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Am J Physiol Heart Circ Physiol. 2011 May;300(5):H1707-21. doi: 10.1152/ajpheart.01192.2010. Epub 2011 Feb 25.

Myocardin is differentially required for the development of smooth muscle cells and cardiomyocytes.

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Department of Molecular Physiology and Biological Physic, University of Virginia, Charlottesville, Virginia, USA.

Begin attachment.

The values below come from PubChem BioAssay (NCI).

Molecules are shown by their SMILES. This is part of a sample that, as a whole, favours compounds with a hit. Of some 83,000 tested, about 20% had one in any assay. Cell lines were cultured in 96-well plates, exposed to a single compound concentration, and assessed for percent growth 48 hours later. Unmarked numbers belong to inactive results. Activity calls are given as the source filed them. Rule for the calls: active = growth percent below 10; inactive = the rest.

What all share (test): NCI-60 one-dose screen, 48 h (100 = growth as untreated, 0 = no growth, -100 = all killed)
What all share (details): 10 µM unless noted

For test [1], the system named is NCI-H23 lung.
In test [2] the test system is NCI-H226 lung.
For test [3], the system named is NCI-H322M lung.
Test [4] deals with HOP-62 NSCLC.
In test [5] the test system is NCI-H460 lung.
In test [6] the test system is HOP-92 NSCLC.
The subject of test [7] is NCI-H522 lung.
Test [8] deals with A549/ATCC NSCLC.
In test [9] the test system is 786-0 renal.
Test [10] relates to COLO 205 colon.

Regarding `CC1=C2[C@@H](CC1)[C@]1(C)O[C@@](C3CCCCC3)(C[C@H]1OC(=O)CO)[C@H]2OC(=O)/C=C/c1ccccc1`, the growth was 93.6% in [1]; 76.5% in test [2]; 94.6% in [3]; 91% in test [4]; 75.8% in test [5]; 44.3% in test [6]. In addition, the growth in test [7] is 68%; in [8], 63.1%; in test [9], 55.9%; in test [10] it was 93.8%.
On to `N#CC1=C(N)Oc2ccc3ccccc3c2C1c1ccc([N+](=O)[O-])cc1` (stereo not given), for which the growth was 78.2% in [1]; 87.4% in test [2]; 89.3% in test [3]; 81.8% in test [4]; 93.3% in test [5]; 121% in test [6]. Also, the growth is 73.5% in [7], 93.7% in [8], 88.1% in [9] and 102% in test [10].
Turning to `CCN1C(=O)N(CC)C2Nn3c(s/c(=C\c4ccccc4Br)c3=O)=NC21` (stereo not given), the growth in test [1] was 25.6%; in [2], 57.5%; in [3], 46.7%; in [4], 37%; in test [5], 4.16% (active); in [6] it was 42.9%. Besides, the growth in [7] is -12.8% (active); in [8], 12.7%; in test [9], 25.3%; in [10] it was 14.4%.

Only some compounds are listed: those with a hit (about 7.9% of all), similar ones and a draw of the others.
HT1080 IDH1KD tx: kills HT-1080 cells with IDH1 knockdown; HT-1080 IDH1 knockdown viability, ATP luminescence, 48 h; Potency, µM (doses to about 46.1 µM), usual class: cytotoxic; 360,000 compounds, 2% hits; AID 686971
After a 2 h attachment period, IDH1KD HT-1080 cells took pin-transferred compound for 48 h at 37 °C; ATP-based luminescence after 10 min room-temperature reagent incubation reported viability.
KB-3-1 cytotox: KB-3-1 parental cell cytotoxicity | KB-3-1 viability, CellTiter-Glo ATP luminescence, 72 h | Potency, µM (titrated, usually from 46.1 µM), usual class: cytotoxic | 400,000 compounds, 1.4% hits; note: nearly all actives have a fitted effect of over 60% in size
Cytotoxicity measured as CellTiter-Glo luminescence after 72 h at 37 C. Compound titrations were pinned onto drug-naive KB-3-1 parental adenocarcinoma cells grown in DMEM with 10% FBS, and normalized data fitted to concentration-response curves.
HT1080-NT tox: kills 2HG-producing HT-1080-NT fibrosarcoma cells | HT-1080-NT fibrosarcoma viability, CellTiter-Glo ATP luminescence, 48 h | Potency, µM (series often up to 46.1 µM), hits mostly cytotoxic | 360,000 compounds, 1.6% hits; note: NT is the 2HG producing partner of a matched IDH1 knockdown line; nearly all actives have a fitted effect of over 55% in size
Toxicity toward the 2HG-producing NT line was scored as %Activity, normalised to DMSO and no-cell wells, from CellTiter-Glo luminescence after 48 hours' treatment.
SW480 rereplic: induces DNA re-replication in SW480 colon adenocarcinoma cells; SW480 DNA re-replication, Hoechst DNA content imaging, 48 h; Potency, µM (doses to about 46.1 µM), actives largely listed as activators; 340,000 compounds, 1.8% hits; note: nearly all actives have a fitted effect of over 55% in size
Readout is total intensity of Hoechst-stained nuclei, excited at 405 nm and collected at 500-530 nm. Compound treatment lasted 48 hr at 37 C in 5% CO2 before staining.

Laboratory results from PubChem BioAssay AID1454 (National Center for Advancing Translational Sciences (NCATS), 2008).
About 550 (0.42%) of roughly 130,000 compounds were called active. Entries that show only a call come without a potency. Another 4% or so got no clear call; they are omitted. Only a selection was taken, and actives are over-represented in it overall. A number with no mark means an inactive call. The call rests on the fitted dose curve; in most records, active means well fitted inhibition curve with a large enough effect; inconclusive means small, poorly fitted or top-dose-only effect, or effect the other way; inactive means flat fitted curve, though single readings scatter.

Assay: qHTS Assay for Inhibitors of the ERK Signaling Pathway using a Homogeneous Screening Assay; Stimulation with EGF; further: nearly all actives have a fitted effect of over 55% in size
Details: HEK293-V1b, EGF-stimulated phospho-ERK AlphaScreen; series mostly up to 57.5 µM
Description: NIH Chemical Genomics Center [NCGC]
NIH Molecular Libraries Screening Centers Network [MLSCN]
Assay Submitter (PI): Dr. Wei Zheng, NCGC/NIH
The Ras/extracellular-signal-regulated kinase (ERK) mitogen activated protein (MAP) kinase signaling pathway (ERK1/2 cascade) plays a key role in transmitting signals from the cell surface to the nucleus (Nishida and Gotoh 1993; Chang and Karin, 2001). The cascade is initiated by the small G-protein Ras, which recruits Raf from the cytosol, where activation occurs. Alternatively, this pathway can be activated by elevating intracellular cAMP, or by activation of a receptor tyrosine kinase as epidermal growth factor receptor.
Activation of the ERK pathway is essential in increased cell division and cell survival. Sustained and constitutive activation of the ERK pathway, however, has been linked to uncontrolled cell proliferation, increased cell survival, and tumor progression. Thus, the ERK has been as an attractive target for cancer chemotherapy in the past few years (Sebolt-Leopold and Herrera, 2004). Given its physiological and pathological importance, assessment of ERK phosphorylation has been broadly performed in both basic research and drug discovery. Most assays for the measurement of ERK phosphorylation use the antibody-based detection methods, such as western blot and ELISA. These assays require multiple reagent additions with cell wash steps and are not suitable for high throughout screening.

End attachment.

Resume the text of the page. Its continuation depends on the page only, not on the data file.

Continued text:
Myocardin is a serum response factor (SRF) coactivator exclusively expressed in cardiomyocytes and smooth muscle cells (SMCs). However, there is highly controversial evidence as to whether myocardin is essential for normal differentiation of these cell types, and there are no data showing whether cardiac or SMC subtypes exhibit differential myocardin requirements during development. Results of the present studies showed the virtual absence of myocardin(-/-) visceral SMCs or ventricular myocytes in chimeric myocardin knockout (KO) mice generated by injection of myocardin(-/-) embryonic stem cells (ESCs) into wild-type (WT; i.e., myocardin(+/+) ESC) blastocysts. In contrast, myocardin(-/-) ESCs readily formed vascular SMC, albeit at a reduced frequency compared with WT ESCs. In addition, myocardin(-/-) ESCs competed equally with WT ESCs in forming atrial myocytes. The ultrastructural features of myocardin(-/-) vascular SMCs and cardiomyocytes were unchanged from their WT counterparts as determined using a unique X-ray microprobe transmission electron microscopic method developed by our laboratory. Myocardin(-/-) ESC-derived SMCs also showed normal contractile properties in an in vitro embryoid body SMC differentiation model, other than impaired thromboxane A2 responsiveness. Together, these results provide novel evidence that myocardin is essential for development of visceral SMCs and ventricular myocytes but is dispensable for development of atrial myocytes and vascular SMCs in the setting of chimeric KO mice. In addition, results suggest that as yet undefined defects in development and/or maturation of ventricular cardiomyocytes may have contributed to early embryonic lethality observed in conventional myocardin KO mice and that observed deficiencies in development of vascular SMC may have been secondary to these defects.

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